Yellowstone River Cleanup and Recovery Update

BILLINGS, Mont.--(BUSINESS WIRE)-- ExxonMobil Pipeline Company provided the following update as Unified Command cleanup operations continued Wednesday following a release of oil into the Yellowstone River on July 1.

Workers continue cleanup along the river using poles and absorbent pads. (Photo: Business Wire)


Under the direction of the Unified Command, almost 700 people are now involved in the response and cleanup effort including ExxonMobil's North America Regional Response Team, the Clean Harbors and ER oil spill response organizations and additional contractors.

We have deployed more than 43,000 feet of boom and approximately 260,000 absorbent pads to clean up oil adjacent to the river. Deployment continues to focus on the highest priority areas to reduce environmental impact. Forty-six boats are available for deployment on the river when conditions permit, and air boats are being used to help ferry workers to and from the shore to various cleanup sites where conventional motorboats cannot be used.

The EPA is leading the Unified Command Center cleanup activities and conducting ongoing air and water quality monitoring. Ongoing air quality monitoring has confirmed there is no danger to public health. Municipal water systems continue to be monitored by the EPA; no reports of impacts have been received to date. For additional information, please visit


We are working to ensure we meet the requirements of U.S. Department of Transportation's Corrective Action Order before we resume pipeline operations in Billings.

In order to lessen the impact of the pipeline shutdown on the local economy, we have also begun preliminary work for the replacement of the pipeline. This work includes discussions on permitting requirements, rights of ways, drilling equipment, contracting and pipeline fabrication and transportation.


ExxonMobil employees are visiting residents in the most impacted areas of the spill to ensure residents' needs are being met. To date, we have visited more than 150 residents. Our goal is to answer any questions residents may have about the claims process or spill and cleanup activities. We will continue reaching out to residents throughout the week.

To date we have received more than 300 calls from the community. Our team is responding to more than 120 claims related to property, agriculture or health, and these claims are being resolved as quickly as possible. More than 130 calls have been from people offering volunteer assistance. We appreciate the support of the Billings community as we work to restore the area.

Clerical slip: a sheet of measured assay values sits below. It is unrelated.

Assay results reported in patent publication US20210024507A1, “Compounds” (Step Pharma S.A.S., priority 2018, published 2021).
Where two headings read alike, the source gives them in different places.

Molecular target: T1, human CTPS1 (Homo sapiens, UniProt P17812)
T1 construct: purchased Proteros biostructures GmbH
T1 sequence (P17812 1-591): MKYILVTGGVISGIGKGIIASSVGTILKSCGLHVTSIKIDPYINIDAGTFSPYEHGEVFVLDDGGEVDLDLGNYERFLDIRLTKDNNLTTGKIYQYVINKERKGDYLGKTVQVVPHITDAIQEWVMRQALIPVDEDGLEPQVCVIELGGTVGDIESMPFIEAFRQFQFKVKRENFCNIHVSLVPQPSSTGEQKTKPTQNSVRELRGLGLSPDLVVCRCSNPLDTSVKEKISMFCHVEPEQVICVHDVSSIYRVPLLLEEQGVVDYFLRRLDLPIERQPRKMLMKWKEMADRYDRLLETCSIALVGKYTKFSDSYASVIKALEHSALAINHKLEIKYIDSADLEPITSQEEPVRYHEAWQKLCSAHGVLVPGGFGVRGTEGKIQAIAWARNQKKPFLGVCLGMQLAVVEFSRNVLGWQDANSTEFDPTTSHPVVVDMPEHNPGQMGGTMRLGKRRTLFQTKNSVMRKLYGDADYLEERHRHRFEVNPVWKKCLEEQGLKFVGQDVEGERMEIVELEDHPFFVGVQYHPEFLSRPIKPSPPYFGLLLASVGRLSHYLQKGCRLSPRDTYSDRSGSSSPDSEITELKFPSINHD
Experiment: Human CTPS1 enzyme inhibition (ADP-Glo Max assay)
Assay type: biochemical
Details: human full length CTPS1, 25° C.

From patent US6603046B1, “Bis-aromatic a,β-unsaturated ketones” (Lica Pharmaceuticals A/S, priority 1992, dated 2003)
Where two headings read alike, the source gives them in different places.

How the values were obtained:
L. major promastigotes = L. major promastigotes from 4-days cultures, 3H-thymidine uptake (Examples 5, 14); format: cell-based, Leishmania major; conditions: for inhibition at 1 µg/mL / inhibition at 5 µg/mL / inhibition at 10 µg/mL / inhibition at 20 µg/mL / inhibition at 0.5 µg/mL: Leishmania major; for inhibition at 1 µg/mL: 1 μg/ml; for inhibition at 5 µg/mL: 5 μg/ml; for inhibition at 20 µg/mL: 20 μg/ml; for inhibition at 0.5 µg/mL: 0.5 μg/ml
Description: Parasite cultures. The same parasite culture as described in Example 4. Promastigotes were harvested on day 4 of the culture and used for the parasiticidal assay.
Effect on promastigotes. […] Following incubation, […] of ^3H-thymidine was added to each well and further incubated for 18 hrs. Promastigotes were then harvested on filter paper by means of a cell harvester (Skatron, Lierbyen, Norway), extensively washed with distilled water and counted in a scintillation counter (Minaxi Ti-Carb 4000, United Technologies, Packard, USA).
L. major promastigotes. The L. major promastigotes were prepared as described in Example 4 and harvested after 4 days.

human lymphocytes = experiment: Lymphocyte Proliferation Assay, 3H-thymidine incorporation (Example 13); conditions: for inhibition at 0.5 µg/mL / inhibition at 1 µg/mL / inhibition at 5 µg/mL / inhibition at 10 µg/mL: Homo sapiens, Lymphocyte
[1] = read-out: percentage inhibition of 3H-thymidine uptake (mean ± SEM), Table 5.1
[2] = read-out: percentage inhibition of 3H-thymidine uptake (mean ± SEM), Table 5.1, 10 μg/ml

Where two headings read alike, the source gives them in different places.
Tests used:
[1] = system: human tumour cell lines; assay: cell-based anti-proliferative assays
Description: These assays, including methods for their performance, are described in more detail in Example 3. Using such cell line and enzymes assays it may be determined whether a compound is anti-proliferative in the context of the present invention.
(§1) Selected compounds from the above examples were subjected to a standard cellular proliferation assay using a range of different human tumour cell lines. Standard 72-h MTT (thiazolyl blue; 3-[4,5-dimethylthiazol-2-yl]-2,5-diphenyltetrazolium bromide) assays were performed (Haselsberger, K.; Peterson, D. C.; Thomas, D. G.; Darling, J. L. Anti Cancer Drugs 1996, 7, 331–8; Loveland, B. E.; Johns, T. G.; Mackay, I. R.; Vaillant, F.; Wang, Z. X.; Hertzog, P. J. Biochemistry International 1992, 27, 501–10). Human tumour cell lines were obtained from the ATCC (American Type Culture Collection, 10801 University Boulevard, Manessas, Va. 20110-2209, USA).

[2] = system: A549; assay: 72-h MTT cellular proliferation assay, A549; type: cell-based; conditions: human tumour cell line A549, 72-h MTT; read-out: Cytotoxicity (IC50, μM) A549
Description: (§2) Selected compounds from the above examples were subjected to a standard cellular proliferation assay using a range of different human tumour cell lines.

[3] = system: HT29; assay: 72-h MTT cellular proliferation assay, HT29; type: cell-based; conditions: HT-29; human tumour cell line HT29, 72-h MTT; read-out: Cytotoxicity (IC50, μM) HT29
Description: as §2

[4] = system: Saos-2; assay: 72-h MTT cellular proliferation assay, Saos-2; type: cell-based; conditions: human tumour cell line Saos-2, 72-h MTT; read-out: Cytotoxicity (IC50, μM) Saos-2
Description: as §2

To address individual health concerns, teams of trained environmental specialists are conducting air and water quality testing. Those who may have been affected are encouraged to use the community information line (1-888-382-0043).


We continue to work with International Bird Rescue, U.S. Fish and Wildlife Service and Montana Fish, Wildlife and Parks to survey the area for impacts to wildlife. Members of the team are surveying the affected areas of the river for oiled wildlife. We are also inspecting the property of landowners who have called the community or wildlife hotlines regarding impacted wildlife on their property.

The total number of treated wildlife is four: a garter snake and a western toad (which were treated and released), a Woodhouse's toad (which will be released today) and a warbler (which is being cleaned). In addition, several oiled birds were observed and we are assessing if any require capture or cleaning. Today, two boats are scheduled to go out onto the slack, or shallow, water to continue to search for any additional wildlife that may have been affected by the incident. Aerial helicopter surveys are conducted daily to observe wildlife conditions.


Community information line: Individuals in the community who might have been impacted by this event are encouraged to contact the community information number (1-888-382-0043).

Wildlife hotline: Anyone who comes across wildlife that has been impacted by the spill is asked to use the wildlife hotline number (1-800-259-0596).

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    Source: Exxon Mobil Corporation